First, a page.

Brave New War — A Book Summary
A book by John Robb
John Robb’s brave new war tells you why many states, despite their immense military resources, consistently lose battles to small cells. You’ll also discover why the safe life that nation-states provide today is totally dependent on a number of systems that could topple like dominoes if struck on the right spot.
Large, resourceful nation-states can no longer rule the battlefield.
Most wars during the last 400 years have been fought between two or more nation-states over control of a geographical region. In such confrontations, the bigger powers with the most military resources tended to win.
However, with the development of nuclear weapons and the rising global interconnection of the world, larger powers no longer largely dominate combat.
Since the development of nuclear weapons in the mid-twentieth century, it has become more uncommon for two developed nations to engage in direct combat. This is due to the Mutually Assured Destruction theory, which states that no nuclear-armed state can be attacked without the attacker being destroyed in a couple of hours. In the shadow of these weapons, large armies were basically ineffective.
Nation-states have grown increasingly intertwined through commerce, for example, which means that any conflict would harm their economy. Simultaneously, international organizations such as the UN try to maintain peace by refusing to legitimate most wars, thereby diminishing the utility of massive armies.
Another factor reducing the advantage of nations with huge armies is the move toward proxy wars, which are fought by proxies such as guerrillas rather than genuine governments.
When large and tiny governments could not directly confront each other, they used proxy warfare. In Afghanistan, for example, the US deployed guerrillas to fight the Soviet Union, while Iran and Syria utilized Hezbollah terrorist proxies to strike a US Marine barracks in Lebanon.
Guerilla warfare is eschewing huge battles in favor of small-scale operations that gradually wear out the adversary, eliminating the advantage of massive armies, which may be drained dry in this manner.
Over the last half-century, huge nation-states’ advantage in fighting has steadily diminished to the point that large armies in battlefields such as Vietnam, Iraq, and Afghanistan have fought severely against guerillas.
New technologies, such as the internet, are eroding the nation-influence
The sovereign nation-state has been the most powerful institution in global civilization since the notion was first established in the Treaty of Westphalia in 1648. States have exerted control over their economy, security, people, and communications while smashing potential rivals, such as religions, tribal affiliations, and empires.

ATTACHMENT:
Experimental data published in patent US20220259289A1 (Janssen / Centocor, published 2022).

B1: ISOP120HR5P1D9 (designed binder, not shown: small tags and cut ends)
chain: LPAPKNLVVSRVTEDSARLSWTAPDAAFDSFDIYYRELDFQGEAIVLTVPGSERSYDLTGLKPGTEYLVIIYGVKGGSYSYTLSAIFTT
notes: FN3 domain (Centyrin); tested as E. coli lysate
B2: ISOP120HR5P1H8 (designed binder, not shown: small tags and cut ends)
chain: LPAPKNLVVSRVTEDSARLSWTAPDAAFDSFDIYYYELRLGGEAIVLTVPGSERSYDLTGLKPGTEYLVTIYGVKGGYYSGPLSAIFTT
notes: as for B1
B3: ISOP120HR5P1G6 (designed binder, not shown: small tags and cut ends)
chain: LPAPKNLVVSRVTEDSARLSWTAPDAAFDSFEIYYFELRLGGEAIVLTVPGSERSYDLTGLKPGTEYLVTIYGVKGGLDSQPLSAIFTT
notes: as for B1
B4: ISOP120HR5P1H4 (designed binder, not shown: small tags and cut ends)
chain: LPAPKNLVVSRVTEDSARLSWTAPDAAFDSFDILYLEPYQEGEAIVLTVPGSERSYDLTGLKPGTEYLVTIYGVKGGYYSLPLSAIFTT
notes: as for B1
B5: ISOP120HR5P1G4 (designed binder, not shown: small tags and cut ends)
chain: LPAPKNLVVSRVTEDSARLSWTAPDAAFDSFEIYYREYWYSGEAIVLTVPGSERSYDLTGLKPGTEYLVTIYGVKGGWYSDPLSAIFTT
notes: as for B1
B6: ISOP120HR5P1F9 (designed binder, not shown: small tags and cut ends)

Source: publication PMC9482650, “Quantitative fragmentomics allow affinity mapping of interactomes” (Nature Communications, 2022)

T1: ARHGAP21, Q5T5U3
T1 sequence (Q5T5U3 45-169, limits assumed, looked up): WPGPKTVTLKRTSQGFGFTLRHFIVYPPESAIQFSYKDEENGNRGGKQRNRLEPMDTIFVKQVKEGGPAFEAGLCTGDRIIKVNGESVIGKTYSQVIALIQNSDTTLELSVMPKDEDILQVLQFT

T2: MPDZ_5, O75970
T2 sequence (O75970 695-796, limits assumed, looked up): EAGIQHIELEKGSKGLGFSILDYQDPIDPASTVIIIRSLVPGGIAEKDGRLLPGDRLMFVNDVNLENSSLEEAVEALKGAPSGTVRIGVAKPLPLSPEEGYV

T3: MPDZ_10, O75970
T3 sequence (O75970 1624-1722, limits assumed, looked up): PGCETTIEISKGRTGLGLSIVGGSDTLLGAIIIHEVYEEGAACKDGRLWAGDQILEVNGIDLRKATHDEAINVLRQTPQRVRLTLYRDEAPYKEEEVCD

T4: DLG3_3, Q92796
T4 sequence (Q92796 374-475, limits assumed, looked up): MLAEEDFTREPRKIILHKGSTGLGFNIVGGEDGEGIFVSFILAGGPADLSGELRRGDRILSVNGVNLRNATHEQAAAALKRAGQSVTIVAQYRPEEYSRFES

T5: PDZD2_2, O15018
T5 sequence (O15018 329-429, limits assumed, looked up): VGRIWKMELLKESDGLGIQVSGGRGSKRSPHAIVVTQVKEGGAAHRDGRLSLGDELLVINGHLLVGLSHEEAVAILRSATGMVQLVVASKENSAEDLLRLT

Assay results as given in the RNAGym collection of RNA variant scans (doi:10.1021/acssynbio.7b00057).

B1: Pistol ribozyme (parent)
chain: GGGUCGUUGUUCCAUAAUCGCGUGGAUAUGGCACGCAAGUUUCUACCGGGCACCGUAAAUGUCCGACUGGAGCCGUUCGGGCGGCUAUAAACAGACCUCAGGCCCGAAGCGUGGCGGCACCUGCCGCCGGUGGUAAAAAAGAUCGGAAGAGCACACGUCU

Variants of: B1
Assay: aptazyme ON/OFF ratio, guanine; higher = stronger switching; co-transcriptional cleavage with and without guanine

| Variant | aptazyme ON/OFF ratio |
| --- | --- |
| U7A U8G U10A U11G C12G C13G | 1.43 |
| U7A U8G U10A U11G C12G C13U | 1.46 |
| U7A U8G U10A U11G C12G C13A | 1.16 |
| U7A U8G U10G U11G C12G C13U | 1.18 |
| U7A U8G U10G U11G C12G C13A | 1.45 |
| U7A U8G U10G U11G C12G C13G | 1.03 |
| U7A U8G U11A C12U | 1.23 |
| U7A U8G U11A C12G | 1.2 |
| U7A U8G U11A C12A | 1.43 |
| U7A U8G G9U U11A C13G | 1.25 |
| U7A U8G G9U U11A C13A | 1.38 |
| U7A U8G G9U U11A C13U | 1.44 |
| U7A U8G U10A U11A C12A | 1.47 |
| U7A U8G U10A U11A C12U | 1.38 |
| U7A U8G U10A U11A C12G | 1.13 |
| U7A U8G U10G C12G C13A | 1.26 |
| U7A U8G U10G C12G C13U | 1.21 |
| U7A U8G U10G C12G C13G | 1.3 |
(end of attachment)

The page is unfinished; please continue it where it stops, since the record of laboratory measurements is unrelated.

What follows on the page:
But the emergence of new technologies has begun to erode the power of the state. The internet is the most obvious illustration of this, since it allows individuals to freely communicate ideas and buy goods and services from practically anywhere on the earth. This means that states can no longer exert control over their economies or populations’ access to fresh ideas.
As a result of such modern technology, nation-states’ influence is dwindling.
Consider the sphere of security: nation-states have historically prioritized safeguarding residents from threats. However, new technologies have resulted in complex and strong terrorist and rebel networks that are difficult to track down and have the ability to cause great harm. To combat such constant threats, the government would need to devote vast amounts of money to security, which it does not have.
To fill this void, the private sector is increasingly being tasked with providing security services, as seen by the amount of private security organizations employed in Iraq and Afghanistan to guard leaders and corporations.
The incapacity of nation-states to ensure security for their own populations is evident proof of their dwindling authority as a result of new technology.
Criminal and terrorist groups purposefully undermine the nation-state.
The nation-eroding state’s authority and security issues may be observed in its ongoing effort to keep terrorists, drug cartels, and transnational gangs at bay. This trend is expected to continue.
Various criminal organizations are expected to consolidate their authority over the world. Terrorists and rebels, as well as transnational gangs involved in people smuggling, counterfeit products, narcotics, and so on, are examples of these groups. These organizations are known as global guerillas.
They can prosper because of the massive and expanding worldwide black market, which is today valued between $1 and $3 trillion and increasing at a rate seven times that of the legitimate economy. This growth is being fueled by new technologies such as the internet, which considerably facilitates cross-border trading.
Although each global guerrilla organization has its own objective, they occasionally share a goal and can collaborate.
The great majority of these organisations have a strong desire to destabilize the state.